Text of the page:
More than 1 in 10 parents uses an alternative vaccination schedule, according to new University of Michigan research ANN ARBOR, Mich., Oct. 3, 2011 /PRNewswire-USNewswire/ -- A national survey of parents of young children found more than 1 in 10 use an alternative vaccination schedule, and a large proportion of parents using the recommended schedule seem to be "at risk" for switching to an alternative schedule. "Small decreases in vaccine coverage are known to lead to dramatic increases...

Whooping Cough Vaccine Loses Effectiveness After 3 Years
2011-09-20 11:44:13

   A new study has found that the vaccine for whooping cough loses its effectiveness after three years. The new results released Monday come from a survey of 15,000 children in Marin County, California where an outbreak of the bacterial disease killed 11 infants and infected over 8,000 people in 2010. "When we first started having a pertussis outbreak, we assumed that this would be primarily in the unvaccinated population," Dr David Witt, of Kaiser Permanente Medical Center...

2011-09-19 16:00:00

A population perspective can improve individual patient care and clinical decision making for communicable diseases BOSTON, Sept. 19, 2011 /PRNewswire-USNewswire/ -- By taking local biosurveillance data into account when assessing patients for communicable diseases, doctors may be able to make better diagnostic decisions, according to researchers at Children's Hospital Boston. For instance, in the case of strep throat, awareness of local epidemiology at the time of diagnosis could help...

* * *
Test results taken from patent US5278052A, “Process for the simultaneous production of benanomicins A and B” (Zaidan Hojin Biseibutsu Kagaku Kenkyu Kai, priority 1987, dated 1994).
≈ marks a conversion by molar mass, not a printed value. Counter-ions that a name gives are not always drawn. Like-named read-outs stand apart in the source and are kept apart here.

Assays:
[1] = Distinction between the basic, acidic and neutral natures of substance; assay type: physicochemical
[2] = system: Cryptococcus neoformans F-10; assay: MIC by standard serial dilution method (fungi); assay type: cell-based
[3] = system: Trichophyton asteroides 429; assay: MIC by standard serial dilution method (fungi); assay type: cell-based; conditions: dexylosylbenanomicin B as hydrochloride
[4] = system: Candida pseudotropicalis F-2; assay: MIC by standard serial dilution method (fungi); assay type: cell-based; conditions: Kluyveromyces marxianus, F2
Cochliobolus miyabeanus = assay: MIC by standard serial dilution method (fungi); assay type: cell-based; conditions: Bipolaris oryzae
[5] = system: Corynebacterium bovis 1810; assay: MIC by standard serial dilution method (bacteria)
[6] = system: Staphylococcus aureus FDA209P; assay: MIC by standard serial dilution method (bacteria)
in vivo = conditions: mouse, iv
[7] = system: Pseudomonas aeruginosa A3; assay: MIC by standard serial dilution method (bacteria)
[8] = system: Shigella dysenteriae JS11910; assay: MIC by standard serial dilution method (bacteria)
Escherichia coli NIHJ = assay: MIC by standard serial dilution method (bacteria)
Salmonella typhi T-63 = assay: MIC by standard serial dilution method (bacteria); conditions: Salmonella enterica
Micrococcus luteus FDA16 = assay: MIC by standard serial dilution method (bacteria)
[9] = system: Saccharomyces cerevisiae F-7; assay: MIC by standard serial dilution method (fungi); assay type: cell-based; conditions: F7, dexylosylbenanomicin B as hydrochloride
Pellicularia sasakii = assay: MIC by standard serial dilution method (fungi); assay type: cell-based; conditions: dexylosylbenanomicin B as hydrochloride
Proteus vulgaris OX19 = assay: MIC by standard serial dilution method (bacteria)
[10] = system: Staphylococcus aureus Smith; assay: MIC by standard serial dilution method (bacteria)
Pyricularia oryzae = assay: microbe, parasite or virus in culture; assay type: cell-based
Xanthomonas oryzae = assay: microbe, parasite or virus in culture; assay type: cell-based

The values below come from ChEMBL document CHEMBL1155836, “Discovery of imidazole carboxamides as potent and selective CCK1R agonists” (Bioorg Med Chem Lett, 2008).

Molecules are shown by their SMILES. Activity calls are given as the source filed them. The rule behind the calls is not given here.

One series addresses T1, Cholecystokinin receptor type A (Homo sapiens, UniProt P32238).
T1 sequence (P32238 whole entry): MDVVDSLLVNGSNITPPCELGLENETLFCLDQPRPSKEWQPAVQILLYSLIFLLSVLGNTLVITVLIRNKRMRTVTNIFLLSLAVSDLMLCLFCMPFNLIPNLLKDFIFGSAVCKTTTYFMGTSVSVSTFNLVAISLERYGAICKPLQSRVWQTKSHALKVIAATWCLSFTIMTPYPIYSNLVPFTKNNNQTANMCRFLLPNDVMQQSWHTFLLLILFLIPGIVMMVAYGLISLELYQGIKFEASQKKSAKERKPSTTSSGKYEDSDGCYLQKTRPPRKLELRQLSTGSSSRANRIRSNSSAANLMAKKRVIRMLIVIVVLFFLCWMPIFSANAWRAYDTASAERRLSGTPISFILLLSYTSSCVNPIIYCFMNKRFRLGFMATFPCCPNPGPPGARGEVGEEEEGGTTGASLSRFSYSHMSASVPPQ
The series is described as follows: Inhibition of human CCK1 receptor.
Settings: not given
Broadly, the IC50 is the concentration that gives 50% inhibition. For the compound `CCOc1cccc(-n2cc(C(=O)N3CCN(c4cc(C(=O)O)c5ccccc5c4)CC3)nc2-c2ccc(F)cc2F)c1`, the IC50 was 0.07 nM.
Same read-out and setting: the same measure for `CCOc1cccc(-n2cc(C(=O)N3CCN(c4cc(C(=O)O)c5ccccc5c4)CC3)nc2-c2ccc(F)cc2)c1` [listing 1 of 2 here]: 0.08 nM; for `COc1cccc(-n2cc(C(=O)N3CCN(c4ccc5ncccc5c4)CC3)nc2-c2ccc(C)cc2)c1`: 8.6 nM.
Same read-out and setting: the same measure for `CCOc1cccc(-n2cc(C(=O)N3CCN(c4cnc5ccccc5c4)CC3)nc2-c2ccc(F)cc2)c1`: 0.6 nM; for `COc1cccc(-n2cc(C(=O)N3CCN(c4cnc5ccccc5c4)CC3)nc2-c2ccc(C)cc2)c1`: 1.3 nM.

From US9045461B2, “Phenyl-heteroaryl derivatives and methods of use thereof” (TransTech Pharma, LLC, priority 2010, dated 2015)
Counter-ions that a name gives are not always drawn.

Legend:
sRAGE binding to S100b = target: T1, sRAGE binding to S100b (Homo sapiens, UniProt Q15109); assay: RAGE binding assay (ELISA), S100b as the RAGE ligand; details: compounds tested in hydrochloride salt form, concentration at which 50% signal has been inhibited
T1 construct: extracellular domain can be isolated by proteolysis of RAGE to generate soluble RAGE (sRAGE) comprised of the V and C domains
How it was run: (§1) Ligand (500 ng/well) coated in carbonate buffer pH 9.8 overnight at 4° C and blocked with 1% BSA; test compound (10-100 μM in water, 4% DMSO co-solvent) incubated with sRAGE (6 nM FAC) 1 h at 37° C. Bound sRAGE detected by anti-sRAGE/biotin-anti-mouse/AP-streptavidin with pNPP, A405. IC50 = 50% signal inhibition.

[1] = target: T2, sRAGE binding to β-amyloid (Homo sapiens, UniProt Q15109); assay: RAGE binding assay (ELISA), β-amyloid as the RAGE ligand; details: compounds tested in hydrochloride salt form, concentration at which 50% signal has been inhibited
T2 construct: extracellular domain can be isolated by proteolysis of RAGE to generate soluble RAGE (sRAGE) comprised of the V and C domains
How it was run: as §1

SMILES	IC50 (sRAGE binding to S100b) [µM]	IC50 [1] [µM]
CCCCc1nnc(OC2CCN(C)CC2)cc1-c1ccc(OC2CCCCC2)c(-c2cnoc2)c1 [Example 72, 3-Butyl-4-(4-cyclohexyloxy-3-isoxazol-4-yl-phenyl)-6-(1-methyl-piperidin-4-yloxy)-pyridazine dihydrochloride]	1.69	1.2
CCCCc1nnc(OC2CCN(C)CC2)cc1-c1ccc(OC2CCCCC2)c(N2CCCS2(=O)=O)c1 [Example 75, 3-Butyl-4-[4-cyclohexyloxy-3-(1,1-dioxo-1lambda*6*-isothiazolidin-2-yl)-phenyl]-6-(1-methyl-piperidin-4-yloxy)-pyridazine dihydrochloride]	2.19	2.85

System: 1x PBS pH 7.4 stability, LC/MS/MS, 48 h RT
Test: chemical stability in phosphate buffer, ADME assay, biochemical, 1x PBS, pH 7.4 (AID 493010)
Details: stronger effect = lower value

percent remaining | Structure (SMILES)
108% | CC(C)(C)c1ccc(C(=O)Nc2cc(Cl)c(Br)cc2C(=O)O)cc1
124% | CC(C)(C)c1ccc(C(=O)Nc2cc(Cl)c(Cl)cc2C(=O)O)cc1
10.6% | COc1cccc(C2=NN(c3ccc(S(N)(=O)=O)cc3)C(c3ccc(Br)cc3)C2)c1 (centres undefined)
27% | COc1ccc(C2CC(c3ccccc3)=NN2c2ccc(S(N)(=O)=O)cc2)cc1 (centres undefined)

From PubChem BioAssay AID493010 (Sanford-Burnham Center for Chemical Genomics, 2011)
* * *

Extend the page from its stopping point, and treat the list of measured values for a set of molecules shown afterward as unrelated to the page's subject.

2011-09-16 07:50:00

ATLANTA, Sept. 16, 2011 /PRNewswire/ -- Vaccines aren't just for kids, adults need protection too! September 18 kick starts National Adult Immunization Awareness Week and the Georgia Department of Public Health reminds Georgians that you never outgrow the need for vaccines. Data from the Centers for Disease Control and Prevention (CDC) show adults remain largely unvaccinated against preventable infectious illnesses. In fact, survey results from the National Foundation for Infectious...

2011-09-02 12:57:00